Q. What is a nebulizer ?
A. A nebulizer is a machine that takes an asthma medication and through its compressor, turns it into a fine misty aerosol. The medication thus dispersed is inhaled directly into the airways.
The diameter of the aerosol particles is a major factor that influences its site of deposition inside the lungs. Aerosol particles between 1 to 5 microns (a micron is a thousandth part of a millimeter) manage to reach even the distal parts of the airways where they are most effective.
Q. What are the different parts of a nebulizer?
A. These are shown in the diagram, on the front page.
Q. What is the procedure for using a nebulizer?
A. 1. Plug the power cord into the electrical outlet.
2. Open the nebulizer cup by turning the upper part counter-clockwise.
3. Pour into the cup, the quantity of drug as prescribed by the physician.
4. Close the nebulizer by turning the upper part clockwise.
5. Connect the cup to the unit’s air outlet by means of the tube.
6. Apply one of the required accessories; mouth- piece or mask, to the cup.
7. Position yourself comfortably in a sitting position in front of the nebulizer.
8. Start the unit by turning the switch on.
9. See that the medication in the nebulizer cup is forming the mist.
10. Put your lips securely around the mouth- piece, or position the mask around your face and inhale as slowly and deeply as possible. Concentrate on inhaling the medication as directed.
11. Hold your breath for one to two seconds and exhale slowly.
12. Continue to breath through the nebulizer until (a) you have used all the drug, or (b) have taken the treatment for the prescribed time.
13. Turn the machine off, and, if needed, cough several times to bring up any mucus or secretions.
Q. Since the aerosol from the nebulizer goes directly inside the lungs, is there a chance of occurrence of contamination of the aerosol, and consequently lung being infected?
A. There is definite risk if adequate precautions are not taken.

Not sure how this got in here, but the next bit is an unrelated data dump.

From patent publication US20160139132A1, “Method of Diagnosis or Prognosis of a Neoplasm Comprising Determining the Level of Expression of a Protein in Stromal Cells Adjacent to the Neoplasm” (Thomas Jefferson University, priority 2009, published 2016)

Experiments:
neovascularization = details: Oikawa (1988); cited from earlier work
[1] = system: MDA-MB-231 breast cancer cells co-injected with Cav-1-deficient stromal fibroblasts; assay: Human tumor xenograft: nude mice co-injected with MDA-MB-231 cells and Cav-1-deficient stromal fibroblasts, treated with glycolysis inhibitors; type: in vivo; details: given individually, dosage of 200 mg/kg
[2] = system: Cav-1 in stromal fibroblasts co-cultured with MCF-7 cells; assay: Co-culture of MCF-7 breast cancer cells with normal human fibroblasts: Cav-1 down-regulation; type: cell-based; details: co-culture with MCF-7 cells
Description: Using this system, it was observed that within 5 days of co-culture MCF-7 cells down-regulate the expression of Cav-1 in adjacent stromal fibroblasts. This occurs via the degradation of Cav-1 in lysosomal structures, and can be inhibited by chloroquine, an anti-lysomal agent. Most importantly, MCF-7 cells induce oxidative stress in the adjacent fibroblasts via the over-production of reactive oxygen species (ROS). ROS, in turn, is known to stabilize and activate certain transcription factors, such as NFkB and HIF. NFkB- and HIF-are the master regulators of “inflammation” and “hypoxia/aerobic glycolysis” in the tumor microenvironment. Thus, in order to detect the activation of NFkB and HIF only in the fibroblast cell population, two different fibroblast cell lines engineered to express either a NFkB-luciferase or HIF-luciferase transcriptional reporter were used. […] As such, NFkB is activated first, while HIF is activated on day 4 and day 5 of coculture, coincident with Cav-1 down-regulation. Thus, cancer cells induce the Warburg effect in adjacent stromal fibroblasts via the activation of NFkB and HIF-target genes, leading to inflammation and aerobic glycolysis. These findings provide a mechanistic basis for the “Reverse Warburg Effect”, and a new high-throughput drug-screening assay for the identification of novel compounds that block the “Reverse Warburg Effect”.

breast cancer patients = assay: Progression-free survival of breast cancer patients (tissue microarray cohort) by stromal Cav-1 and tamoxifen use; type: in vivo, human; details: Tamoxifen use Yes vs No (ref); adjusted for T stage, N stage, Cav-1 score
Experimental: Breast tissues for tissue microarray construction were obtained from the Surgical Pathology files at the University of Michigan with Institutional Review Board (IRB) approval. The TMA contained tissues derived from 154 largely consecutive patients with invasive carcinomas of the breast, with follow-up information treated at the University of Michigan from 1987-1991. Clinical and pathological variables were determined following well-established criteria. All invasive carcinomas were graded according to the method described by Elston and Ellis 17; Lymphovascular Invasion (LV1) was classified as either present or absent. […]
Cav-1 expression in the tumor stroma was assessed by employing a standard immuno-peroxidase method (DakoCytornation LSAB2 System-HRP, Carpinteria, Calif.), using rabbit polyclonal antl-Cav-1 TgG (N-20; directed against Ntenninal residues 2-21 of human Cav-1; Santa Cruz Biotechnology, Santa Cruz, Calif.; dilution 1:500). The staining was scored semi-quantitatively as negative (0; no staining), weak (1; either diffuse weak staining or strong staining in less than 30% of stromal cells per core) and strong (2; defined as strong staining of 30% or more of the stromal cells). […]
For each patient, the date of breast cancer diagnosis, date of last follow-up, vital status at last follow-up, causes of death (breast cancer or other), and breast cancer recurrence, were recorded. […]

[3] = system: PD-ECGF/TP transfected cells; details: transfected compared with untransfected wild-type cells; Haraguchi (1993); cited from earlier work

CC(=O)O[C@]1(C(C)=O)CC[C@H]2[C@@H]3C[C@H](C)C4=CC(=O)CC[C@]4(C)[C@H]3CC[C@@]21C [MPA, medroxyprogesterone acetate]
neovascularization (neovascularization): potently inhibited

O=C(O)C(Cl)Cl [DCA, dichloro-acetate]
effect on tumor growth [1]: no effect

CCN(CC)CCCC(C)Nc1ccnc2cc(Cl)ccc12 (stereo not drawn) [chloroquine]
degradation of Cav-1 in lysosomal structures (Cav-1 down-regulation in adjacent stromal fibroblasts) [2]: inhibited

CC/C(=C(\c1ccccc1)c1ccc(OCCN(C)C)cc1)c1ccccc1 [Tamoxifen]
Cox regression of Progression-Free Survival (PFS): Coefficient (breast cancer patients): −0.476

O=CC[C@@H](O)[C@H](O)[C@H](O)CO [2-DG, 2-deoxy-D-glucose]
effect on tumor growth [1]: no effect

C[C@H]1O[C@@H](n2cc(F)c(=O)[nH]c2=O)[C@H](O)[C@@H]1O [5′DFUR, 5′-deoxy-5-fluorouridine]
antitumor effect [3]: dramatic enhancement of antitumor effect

Q. What are the precautions that ought to be observed?
A. 1. Wash your hands thoroughly before opening the cup of nebulizer.
2. Unit dose vials should be carefully opened and the contents poured into a thoroughly clean and fresh nebulizer cup.
3. When measuring medications from multi-dose containers, use an eye dropper or syringe as instructed by the pharmaceutical company or doctor. Do not touch the dropper to any surface other than the medication inside the container. Promptly replace bottle caps tightly. Once opened, medication bottles should be stored in the refrigerator.
Q. How is the nebulizer washed and cleaned after each use?
A. 1. Disassemble the nebulizer unit immediately following each treatment.
2. Rinse the disassembled nebulizer cup, and mask or mouth-piece under a strong stream of warm water for thirty seconds.
3. Shake off excess moisture. Allow to air dry on a clean towel or paper towel.
4. Connect tubing to compressor and run several seconds to dry small parts.
5. Store all the parts properly in the space provided inside the nebulizer machine.
Q. How should one maintain the nebulizer unit?
A. Every week or so, immerse for 30 minutes the nebulizer cup, the face mask and mouth-piece in a disinfecting solution of 1 part distilled white vinegar to 2 parts water. Then rinse in warm running water for 1 minute, and dry on a clean towel. Change filters as needed.
Compressor tubing should be changed as and when necessary. Never use tubing that looks cloudy. Nebulizer cups, and masks or mouth pieces should be replaced when they become discolored. Always keep with you a spare nebulizer cup on hand.